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README.md

mcmc-utils-matlab

A set of handy utilities and plotting functions for dealing with MCMC in Matlab. This package is under development. Feel very free to submit Issues for bug reports and feature requests. Also see the Issues for upcoming fixes and new features.

THIS IS ALPHA CODE (NOT EVEN PRE-RELEASE) SO IS SUBJECT TO CHANGES

Issue Stats

Installation

In Matlab, navigate to the install location, then type this into the Matlab command window:

system('git clone --depth=1 git://github.com/drbenvincent/mcmc-utils-matlab.git')

From time to time, this code might get updated. To make sure you have the latest version, then navigate to the directory of the repository in Matlab and type:

system('git pull')

Using the package in Matlab

Make sure to set the pathOfPackage NOT to the +mcmc package itself, but it's parent folder.

pathOfPackage = '~/git-local/mcmc-utils-matlab';
addpath(pathOfPackage)

One of the first things to do is to call mcmc.setPlotTheme, which will change default Matlab plot options to something a bit more stylish. You can just call mcmc.setPlotTheme() without any options, to use defaults, or you can supply name-value pairs, such as:

mcmc.setPlotTheme('fontsize',16, 'linewidth',2)

In practice you will be providing your own MCMC samples, but the code below will generate artificial data. You can also provide a cell array of strings (here variableNames) which will be used in the plotting. Note that you can use LaTeX format as well.

%% generate faux mcmc data
mu = [1 -1 0];
Sigma = [1 .4 .8;.4 1 .3;.8 .3 1];
samples = mvnrnd(mu, Sigma, 10^5);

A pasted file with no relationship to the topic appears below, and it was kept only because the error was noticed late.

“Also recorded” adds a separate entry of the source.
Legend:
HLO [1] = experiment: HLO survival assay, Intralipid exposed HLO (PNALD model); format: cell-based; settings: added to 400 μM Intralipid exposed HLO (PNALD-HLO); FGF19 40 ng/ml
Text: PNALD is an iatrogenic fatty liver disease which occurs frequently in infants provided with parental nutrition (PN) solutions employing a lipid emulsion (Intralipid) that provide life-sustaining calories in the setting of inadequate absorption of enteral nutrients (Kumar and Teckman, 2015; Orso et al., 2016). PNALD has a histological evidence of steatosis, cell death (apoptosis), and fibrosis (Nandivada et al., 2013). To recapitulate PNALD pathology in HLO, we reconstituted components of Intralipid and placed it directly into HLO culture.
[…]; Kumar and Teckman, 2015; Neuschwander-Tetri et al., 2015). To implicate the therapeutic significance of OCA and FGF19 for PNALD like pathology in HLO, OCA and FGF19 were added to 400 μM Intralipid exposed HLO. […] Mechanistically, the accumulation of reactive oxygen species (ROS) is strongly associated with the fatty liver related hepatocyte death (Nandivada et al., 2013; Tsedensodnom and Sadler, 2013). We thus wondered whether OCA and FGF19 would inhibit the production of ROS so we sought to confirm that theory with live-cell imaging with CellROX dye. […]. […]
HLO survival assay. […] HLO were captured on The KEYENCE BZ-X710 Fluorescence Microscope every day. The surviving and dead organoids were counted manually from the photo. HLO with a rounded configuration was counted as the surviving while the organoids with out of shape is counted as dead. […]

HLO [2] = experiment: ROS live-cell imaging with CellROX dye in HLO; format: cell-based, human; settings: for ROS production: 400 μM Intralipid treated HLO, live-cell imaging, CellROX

%plot(samples(:,1),samples(:,2),'.');
variableNames={'retroflux units, $\rho$',...
	'awesomeness, $\alpha$',...
	'undulation, $\mu$'};

UnivariateDistribution class

A UnivariateDistribution object provides basic plotting and summary statistics.

subplot(1,2,1)
uni = mcmc.UnivariateDistribution(samples(:,1),...
	'xLabel', variableNames{1});
title('plotstyle=''density''')

subplot(1,2,2)
uni2 = mcmc.UnivariateDistribution(samples(:,2),...
	'xLabel', variableNames{2},...
	'plotStyle','hist');
title('plotstyle=''hist''')

We can also do group-plots. If the samples we provide is a matrix (more than one column) then each column is treated as a separate distribution to plot.

subplot(1,2,1)
uniG1 = mcmc.UnivariateDistribution(samples,...
	'xLabel', 'xLabel here',...
	'plotHDI',false);
title('plotstyle=''density''')

subplot(1,2,2)
uniG2 = mcmc.UnivariateDistribution(samples,...
	'xLabel', 'xLabel here',...
	'plotStyle','hist',...
	'plotHDI',false);
title('plotstyle=''hist''')

BivariateDistribution class

A BivariateDistribution object also provides some plotting capabilities and calculates mean, median, and mode.

subplot(1,3,1)
bi1 = mcmc.BivariateDistribution(samples(:,1),samples(:,2),...
	'xLabel',variableNames{1},...
	'yLabel',variableNames{2});
title('plotstyle=''density''')

subplot(1,3,2)
bi2 = mcmc.BivariateDistribution(samples(:,1),samples(:,2),...
	'xLabel',variableNames{1},...
	'yLabel',variableNames{2},...
	'plotStyle','hist');